For many years, when an individual outgrew a proprietorship, a corporation was the norm. Today, limited liability companies (LLCs) are popular. But despite the inroads of the LLC, corporations persist. But there are key differences between S and C status.
By Stephen K Lehnardt
There is a significant difference between the C Corporation and the S Corporation. Fortunately, Forbes helps clarify the distinction in an article titled “Key Facts About Corporations, S Elections & Buy-Sell Agreements.” If nothing else, it might dissuade you from a “corporation” at all.
Essentially, a corporation is always a corporation, but they do come in two flavors based on how you will be taxed. With an S corporation, the corporation will be “disregarded” and your personal profits from it will be taxed to you personally. On the other hand, a C corporation (generally larger in size) will be taxed as a separate entity all on its own before and in addition to any tax paid by owners.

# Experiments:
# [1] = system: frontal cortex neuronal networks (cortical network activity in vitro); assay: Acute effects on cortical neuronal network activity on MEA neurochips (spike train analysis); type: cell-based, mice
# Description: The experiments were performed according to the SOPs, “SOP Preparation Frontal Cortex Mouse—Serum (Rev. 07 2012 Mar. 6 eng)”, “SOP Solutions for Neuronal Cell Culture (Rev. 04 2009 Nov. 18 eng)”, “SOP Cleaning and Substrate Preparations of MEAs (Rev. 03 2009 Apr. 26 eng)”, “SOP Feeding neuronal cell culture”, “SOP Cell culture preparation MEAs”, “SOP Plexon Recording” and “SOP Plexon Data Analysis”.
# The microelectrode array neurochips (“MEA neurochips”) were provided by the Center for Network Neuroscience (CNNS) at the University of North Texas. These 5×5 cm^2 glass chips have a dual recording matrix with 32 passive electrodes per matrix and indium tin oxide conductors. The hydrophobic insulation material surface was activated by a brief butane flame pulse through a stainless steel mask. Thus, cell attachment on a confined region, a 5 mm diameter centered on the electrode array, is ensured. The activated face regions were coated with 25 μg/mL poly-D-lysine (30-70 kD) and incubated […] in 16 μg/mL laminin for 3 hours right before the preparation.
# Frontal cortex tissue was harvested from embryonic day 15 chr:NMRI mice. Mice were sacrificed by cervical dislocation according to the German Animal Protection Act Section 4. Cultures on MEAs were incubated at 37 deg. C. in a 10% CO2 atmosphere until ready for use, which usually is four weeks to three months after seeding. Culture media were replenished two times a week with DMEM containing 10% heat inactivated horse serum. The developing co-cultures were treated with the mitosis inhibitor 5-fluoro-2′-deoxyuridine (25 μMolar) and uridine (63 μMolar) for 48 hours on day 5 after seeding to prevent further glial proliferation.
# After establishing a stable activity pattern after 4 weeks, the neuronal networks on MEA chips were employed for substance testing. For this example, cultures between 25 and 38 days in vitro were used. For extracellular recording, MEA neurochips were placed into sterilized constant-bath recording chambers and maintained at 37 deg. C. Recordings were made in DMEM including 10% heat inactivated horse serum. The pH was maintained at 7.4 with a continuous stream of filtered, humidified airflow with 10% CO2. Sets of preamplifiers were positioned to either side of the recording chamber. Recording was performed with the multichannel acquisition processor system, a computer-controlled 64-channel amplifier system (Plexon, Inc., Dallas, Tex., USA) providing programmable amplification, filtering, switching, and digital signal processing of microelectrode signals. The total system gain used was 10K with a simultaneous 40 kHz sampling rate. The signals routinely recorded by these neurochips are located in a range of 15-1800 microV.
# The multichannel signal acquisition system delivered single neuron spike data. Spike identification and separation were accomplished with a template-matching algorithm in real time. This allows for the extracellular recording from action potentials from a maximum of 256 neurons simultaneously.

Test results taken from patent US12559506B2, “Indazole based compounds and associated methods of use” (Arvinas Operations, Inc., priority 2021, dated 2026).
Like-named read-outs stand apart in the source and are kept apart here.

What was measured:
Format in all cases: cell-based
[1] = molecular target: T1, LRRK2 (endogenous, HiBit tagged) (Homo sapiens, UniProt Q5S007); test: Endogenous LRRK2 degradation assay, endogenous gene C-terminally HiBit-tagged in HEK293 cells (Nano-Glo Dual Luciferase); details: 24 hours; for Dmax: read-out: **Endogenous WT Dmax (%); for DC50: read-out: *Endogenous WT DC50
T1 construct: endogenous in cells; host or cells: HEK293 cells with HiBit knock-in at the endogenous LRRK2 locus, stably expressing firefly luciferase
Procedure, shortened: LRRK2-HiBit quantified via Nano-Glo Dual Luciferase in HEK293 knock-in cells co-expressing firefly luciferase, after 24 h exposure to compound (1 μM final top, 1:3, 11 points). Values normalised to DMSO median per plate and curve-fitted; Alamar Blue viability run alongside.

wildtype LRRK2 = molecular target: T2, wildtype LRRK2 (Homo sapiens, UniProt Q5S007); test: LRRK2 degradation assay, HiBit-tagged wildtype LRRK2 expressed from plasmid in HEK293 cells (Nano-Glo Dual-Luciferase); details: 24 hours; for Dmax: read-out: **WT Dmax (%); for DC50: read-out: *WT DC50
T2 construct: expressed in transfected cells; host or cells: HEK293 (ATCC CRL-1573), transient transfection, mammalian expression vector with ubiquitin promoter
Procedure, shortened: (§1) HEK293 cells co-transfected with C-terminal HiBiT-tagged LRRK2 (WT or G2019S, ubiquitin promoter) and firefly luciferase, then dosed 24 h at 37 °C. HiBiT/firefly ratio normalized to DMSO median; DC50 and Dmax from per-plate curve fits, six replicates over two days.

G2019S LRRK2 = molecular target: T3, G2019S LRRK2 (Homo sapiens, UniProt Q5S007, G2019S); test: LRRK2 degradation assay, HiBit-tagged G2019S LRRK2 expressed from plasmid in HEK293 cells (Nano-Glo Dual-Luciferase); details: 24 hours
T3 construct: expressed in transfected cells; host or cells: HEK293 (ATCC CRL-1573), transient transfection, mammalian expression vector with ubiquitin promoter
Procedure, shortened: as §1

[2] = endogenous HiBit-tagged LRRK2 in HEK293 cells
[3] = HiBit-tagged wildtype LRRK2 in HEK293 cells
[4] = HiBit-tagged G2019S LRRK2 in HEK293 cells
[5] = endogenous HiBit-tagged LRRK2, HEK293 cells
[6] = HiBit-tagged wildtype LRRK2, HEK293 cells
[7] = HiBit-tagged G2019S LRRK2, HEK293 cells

When you are doing business this taxation is clearly important (you hope to make some money, no?). However, when you are planning for the future and longevity of the business this is no less important. Perhaps some different business structures are worth considering. For example, you might jump for the newer, stylish and (maybe) more agile LLC or Limited Liability Company.
If you have a corporation, then make sure you have a buy-sell agreement. The buy-sell agreement allows shareholders to agree how their shares will pass if one or more of them become disabled, retire or die. Otherwise, letting shares loose or in the wrong hands can even threaten the tax structure, never mind the health and longevity of the business in all regards. Then again, maybe you have a different plan for how ownership should transition.
These are a few key facts worth knowing, and if you own or may soon inherit a business then there is much to learn about business ownership and business structure. There are many more key facts to know, and maybe there is work to be done in restructuring the business itself.
For more information in Liberty, MO and the Kansas City Area about effective planning for business, and to access free information and tools to organize your estate, visit our business and estate planning website.
Reference: Forbes (March 18, 2014) “Key Facts About Corporations, S Elections & Buy-Sell Agreements”